Specialized Social Media
Posted 19 July 2007 - 09:12 AM
With the launch of Sphinn, we see a slightly new phenomenon where a social 'medium' is designed to appeal to a particular slice of the population. I realize that digg is somewhat similar in appealing to the techy crowd. However I was wondering where I might find a list that characterizes other social media by the crowd who tends to get involved.
Specifically for the following types of interest, which social media would be most suitable:
Food and Drink
Are there other media that go after particular interests?
Posted 19 July 2007 - 09:33 AM
Here's a list of 25 social sites:
A traditional link from W-a:
Here's 1200 categorized Web 2.0 sites:
Though I doubt all of them are digg-style, plenty of those are niche-targeted.
Edited by A.N.Onym, 19 July 2007 - 10:35 AM.
Posted 21 July 2007 - 11:24 AM
Nevertheless it seems to me there is a problem if you're trying to find a relevant sub-group that are 'the best' for a particular topic like Food and Drink. I suppose the technical term is we need a taxonomy to help us. We need some way in which we can identify which social media are most associated with each topic.
Unfortunately most efforts seem to be concerned with the totality. For example, Steve Rubel, in Crowdsourcing, a New System for Measuring Influence (Beta), says that Edelman are coming up with a new way of measuring authority given that Links are now discredited. That's an intriguing approach but for my problem, it needs to be applied only to say the movers and shakers in Food and Drink.
I don't see the answer coming algorithmicly from say tags or clusters. It probably needs concerted human effort, but I don't believe that's going to happen.
Anyone got any bright ideas?
Posted 21 July 2007 - 12:41 PM
Is that Opportunity I hear knocking on Barry's door?
The Social Media Taxonomy eBook by Barry Welford
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The SM conversion challenge is:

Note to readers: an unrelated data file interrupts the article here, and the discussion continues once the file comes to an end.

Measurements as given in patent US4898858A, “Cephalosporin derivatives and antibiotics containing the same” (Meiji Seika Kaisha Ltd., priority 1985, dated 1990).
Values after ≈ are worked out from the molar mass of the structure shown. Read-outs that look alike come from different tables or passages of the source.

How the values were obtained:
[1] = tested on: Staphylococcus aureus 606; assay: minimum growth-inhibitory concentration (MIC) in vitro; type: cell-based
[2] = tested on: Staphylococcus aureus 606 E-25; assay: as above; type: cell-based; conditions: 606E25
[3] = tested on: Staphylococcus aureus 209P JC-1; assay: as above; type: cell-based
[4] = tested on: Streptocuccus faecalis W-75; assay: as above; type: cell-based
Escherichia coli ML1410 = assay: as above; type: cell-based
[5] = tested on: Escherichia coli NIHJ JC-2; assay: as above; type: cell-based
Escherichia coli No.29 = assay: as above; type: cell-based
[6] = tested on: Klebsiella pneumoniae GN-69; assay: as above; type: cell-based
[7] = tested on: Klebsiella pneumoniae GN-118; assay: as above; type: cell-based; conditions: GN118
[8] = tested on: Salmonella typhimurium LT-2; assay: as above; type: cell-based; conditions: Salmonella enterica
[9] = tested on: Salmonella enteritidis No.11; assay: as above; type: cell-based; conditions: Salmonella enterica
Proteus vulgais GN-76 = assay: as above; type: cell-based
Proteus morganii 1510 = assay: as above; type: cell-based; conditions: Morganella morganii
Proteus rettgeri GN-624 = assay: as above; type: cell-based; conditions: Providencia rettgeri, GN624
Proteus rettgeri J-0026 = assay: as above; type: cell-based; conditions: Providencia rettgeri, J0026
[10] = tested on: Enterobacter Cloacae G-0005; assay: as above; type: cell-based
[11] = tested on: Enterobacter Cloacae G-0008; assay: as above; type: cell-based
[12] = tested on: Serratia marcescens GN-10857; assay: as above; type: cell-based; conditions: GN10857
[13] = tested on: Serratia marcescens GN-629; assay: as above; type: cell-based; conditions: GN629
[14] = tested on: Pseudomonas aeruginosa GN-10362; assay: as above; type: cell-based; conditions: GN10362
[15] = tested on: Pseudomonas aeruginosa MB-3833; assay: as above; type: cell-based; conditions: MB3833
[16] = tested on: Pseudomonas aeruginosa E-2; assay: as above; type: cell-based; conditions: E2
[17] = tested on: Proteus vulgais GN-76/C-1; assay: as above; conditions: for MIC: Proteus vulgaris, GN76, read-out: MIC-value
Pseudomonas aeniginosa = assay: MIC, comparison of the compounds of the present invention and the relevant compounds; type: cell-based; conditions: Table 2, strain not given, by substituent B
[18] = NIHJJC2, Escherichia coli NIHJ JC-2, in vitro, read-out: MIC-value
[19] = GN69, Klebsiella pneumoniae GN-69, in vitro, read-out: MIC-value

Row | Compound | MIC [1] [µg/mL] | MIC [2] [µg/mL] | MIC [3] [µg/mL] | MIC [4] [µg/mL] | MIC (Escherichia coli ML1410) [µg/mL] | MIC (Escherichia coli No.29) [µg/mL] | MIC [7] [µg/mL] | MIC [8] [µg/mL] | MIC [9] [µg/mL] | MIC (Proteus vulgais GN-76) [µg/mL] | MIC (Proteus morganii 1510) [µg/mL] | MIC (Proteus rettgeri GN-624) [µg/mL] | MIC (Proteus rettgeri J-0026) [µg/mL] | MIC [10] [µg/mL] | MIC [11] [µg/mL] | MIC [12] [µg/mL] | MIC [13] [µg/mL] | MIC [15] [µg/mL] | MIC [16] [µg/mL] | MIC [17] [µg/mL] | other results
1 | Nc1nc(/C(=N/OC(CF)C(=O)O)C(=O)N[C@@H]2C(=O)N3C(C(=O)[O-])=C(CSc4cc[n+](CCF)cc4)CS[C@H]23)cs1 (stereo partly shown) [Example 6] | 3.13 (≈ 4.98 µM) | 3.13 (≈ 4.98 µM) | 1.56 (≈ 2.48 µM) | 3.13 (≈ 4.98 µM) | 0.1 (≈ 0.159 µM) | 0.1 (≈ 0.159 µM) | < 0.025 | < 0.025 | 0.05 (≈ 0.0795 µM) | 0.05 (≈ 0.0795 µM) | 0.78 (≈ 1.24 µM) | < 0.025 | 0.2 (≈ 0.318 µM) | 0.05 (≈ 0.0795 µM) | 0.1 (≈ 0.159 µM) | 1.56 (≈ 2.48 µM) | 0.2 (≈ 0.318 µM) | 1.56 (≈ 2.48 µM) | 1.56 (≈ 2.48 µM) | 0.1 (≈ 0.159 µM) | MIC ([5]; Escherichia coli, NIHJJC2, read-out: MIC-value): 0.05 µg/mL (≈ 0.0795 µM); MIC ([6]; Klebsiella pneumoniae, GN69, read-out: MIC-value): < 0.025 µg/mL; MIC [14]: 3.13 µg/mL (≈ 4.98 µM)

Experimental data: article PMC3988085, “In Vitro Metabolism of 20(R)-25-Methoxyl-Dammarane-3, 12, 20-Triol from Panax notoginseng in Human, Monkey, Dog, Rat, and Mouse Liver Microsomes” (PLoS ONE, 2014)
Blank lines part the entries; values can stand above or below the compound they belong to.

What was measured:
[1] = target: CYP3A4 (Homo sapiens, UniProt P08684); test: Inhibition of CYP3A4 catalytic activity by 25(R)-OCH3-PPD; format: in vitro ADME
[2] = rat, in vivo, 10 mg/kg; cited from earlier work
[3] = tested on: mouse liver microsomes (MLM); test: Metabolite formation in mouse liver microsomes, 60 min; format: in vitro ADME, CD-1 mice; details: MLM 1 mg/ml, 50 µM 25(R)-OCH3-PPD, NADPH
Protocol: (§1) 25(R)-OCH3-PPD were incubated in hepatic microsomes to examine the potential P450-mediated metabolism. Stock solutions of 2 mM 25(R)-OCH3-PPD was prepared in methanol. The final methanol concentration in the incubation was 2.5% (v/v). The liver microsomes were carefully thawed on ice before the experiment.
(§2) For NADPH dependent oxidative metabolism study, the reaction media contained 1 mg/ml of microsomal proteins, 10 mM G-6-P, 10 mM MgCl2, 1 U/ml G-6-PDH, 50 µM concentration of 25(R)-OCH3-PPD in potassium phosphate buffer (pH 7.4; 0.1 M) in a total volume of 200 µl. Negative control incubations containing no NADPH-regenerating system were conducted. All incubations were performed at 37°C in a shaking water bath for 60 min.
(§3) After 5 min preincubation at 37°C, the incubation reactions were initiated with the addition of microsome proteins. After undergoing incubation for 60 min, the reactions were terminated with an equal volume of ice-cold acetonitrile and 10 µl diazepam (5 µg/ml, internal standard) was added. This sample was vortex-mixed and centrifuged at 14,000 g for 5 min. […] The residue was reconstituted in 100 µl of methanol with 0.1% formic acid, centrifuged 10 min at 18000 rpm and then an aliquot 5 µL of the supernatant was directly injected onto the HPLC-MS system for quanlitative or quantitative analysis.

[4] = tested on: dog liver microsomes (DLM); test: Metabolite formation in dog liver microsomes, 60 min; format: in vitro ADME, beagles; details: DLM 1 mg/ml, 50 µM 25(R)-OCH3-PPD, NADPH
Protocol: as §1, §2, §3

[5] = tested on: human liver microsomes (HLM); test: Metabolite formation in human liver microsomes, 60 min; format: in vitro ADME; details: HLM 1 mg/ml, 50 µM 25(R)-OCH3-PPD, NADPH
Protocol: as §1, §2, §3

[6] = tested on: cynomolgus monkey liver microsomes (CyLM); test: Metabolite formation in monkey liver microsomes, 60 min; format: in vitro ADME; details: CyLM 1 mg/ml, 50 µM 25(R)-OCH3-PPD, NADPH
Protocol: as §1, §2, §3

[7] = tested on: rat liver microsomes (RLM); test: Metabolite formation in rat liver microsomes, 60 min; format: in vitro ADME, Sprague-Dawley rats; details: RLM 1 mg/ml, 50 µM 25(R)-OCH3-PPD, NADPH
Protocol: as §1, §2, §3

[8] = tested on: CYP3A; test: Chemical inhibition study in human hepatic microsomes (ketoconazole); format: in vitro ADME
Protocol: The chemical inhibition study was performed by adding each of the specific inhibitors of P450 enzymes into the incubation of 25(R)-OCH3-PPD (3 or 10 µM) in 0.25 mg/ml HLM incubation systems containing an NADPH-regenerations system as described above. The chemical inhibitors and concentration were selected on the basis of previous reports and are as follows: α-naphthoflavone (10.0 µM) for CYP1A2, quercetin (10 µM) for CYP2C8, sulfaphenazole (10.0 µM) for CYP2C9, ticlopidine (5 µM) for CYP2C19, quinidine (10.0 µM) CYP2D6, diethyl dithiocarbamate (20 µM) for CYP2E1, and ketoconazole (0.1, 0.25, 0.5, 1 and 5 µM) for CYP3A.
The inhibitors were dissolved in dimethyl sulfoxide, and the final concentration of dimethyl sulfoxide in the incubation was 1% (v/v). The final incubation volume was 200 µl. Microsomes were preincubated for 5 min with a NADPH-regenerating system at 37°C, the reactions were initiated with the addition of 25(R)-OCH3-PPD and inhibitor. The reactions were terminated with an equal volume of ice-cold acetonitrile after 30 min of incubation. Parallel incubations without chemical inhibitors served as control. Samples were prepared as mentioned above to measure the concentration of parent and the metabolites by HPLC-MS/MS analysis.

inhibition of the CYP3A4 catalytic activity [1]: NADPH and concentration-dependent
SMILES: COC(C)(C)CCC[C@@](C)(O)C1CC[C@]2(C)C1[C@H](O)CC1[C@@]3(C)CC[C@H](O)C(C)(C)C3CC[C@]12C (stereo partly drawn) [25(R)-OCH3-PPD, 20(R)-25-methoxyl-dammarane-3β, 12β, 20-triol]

* determine the broad demographics of each SM site - a moving target, i.e. FaceBook going beyond the uni crowd.
* best match 'interest' and demographic group(s).
* determine communication vectors within each 'matched' SM site.
* open communication and point to your niche site(s).
If there happen to be 'food and drink' groups already differentiated join and participate. If not, if possible, create such groups.
If history holds some of these groups will likely spin out as stand-alone SM sites based primarily on interest. An occassional 'me too' copycat SM site will appear to cash in as the drift from general to specific continues. Entropy takes time and SM is still young.
So we each do our own exploring and evaluating and we each keep our findings largely private. Unless we are selling 'here be treasure' maps.
Posted 22 July 2007 - 01:37 AM
The exact thing you are asking for is what I have been wondering about ever since I heard the first person say that SM would become niche-oriented. It is going to be so much better for my clients when there is an SM site for every category you listed. I'm trying so hard to 'get it' about Sphinn so that I can see this type of interaction on a niche level, in hopes that there will be opportunity to put this all to use when very powerful SM sites in other niches evolve.
I especially think the green stuff is going to be important and big. Yay!
But, I have yet to find a true taxonomy yet. I'm waiting with you on this one.
Posted 22 July 2007 - 07:30 AM
It all points to the potential difficulty of social media. There's a limited amount of original content. So to be visible individuals talk about not only the original content but also what others are saying about the original content. A taxonomy would only provide a checklist of all this fluff that is being created, particularly in some fields such as SEM. So my heart wouldn't be in writing a taxonomy of all this. Perhaps those of us who try to mostly write original content cannot rely too much on social media. It has a place but we've just got to get our own audiences directly. At least with RSS Newsfeeds that's a doable endeavour.
Posted 22 July 2007 - 07:38 AM
I would have expected something more like a treemap layout of relevant tags. The tags would then relate to the associated sites.
Where's the usability? That would be social.
Posted 22 July 2007 - 08:11 AM
Posted 22 July 2007 - 09:23 AM
Sites like liveplasma categorize far more nebulous data, and do so with far more human insight (social) than reflecty logo gloss.
You'll have to enter a working California Zip, but check out planjam. I've been watching it for a while, and it is getting better. Work through planning a date, see how that works. That's a site that takes topics like "entertainment" or "food and drink" and gives those rather broad terms a usable context.
Edited by DCrx, 22 July 2007 - 09:38 AM.
Posted 22 July 2007 - 09:35 PM
Not being content with other sites and wanting to do better is the reason to start the same stuff of your own in the same niche and is the reason, in my opinion, why Danny started Sphinn.
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